Adolescent Substance Use Prevention

Adolescent Substance Use Prevention

Schools are an important potential point of screening and intervention for students who are at risk of drug or alcohol use. In 2016, Massachusetts became the first state to mandate verbal substance use screenings in all middle and high schools. This was a result of the work of the Children’s Mental Health Campaign through its Addiction Free Futures Project. This effort combines cost-effective screening, brief intervention and referral to treatment with the power of consumer-led advocacy. Read more about Substance Use Treatment, Education and Prevention Act (STEP Act).

Listen to the Clay Center for Young Healthy Minds podcast highlighting CMHC’s work in the Addiction Free Futures Project.

Adolescent Substance Use

2020 research from the National Institute on Drug Abuse found that a significant percentage of youth use alcohol and drugs: 34.5% of 12th graders used nicotine vapes with 11.6% reporting daily use. 35.2% of 12th graders and almost 12% of 8th graders have reported using marijuana in the past year. Misuse of amphetamines, inhalants, and cough medicine have trended upwards with 6.1% of 8th graders reporting misuse of inhalants, 5.3% reporting misuse of amphetamines, and 4.6% reporting misuse of cough medicine, up from 3.5%, 3.8%. and 1.6% in 2015, respectively.

People are using at higher rates, and they’re starting at an earlier age. The younger an individual is the first time they use alcohol or drugs, the more likely they are to struggle with addiction later in life.

Studies show that between 40-50% of teens who start drinking before the age of 15 will struggle with alcohol or other significant drug problems later in life.

The Approach: Screening, brief intervention, and referral to treatment (SBIRT)

Through Screening, brief intervention, and referral to treatment (SBIRT), we can begin to have frank, sensitive discussions with adolescents at a time when they may be more receptive and amenable to change. And, when we’re able to have honest conversations with young people about alcohol and drugs, we can help them stay on the path to a bright future—or get back on track if they need help.

From childhood into young adulthood, screening and counseling are well-established best practices for helping young people choose healthy paths.

  • Screening through questionnaire is a key step in preventing young people from misusing drugs and alcohol. Studies show simply asking young people about drugs and alcohol can lead to positive behavior changes.
  • In young people, brief interventions reduce alcohol misuse. Young people respond to brief counseling by drinking less often and reducing the number of drinks consumed at one time. Brief interventions also ease alcohol-related consequences, like skipping school or fighting with friends or family because of alcohol.
  • Brief interventions can help curb drug use among young people. Recent studies show brief interventions delivered in a primary care office, emergency department, or a school setting, reduce marijuana use among adolescents.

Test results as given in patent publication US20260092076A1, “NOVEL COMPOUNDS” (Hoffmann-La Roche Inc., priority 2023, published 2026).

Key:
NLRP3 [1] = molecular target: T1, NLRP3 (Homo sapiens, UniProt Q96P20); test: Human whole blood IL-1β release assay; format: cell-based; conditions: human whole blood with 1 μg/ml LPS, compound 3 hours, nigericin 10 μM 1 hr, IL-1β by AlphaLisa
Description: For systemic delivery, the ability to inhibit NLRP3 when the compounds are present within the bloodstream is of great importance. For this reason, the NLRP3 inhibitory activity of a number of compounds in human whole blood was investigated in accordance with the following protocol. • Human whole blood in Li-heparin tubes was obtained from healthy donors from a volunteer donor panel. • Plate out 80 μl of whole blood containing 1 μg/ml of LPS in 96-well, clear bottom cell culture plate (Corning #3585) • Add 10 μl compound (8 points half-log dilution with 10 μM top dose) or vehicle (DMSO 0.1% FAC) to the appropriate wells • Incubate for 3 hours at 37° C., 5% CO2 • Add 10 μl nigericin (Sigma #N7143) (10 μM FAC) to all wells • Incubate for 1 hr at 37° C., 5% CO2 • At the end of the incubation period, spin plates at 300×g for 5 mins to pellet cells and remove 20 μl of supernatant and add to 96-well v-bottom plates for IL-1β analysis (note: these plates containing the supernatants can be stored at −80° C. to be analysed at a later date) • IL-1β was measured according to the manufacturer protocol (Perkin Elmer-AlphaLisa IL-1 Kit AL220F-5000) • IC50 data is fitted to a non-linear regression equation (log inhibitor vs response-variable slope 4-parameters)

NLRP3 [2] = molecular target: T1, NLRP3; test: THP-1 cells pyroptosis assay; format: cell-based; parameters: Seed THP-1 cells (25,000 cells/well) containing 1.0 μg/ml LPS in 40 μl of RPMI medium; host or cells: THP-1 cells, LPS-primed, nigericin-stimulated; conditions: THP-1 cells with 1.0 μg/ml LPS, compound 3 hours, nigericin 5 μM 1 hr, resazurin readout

The Power of Prevention: Using SBIRT with Young People

Community Catalyst Video companion: Frequently Asked Questions

Massachusetts was one of five states selected to take part in the national initiative run by Community Catalyst, a national nonprofit advocacy organization based in Boston, and supported by a $2.5 million grant from the Conrad N. Hilton Foundation, which will be paired with $1.7 million from other sources. The work in Massachusetts is also supported by a grant from The Peter and Elizabeth C. Tower Foundation. The other four states are Georgia, New Jersey, Ohio and Wisconsin. 

This innovative project aims to expand efforts developed and tested by Boston Children’s Hospital, Boston University/Boston Medical Center, and the Department of Public Health by improving insurance coverage for early screening and intervention services, increasing the number and types of locations where youth can access those services, and boosting the number and type of professionals who can conduct screening and brief intervention. The project will be a multifaceted public campaign, bringing together experts and a variety of advocates that care about this issue. Partners will include youth organizations, parent groups, teachers, the recovery community, faith groups and health care providers.

The project leadership team includes adults and youth from MSPCC, PPAL, Massachusetts Organization for Addiction Recovery (MOAR), Learn to Cope, Massachusetts Screening, Brief Intervention and Referral to Treatment – Training & Technical Assistance (MASBIRT-TTA), Heath Care for All, Hope Coalition of Worcester (Healthy Options for Prevention and Education), Students Against Destructive Decisions, Massachusetts Chapter (SADD), and Recovery Inc./Justice Resource Institute.  


On Wednesday, September 29th, 2021, the Campaign was joined by Dr. Kevin Simon, and Alex Heinz, LICSW, MPH to discuss adolescent substance use. After a year and a half of disruptions, isolation, and loss, adolescents may experience a number of mixed emotions, including excitement, stress, and grief. Shortly after the pandemic began, more than 25% of high school students reported worsened emotional and mental health. While families, schools, and communities supported youth, research has found adolescents are also reporting increasing rates of substance use.

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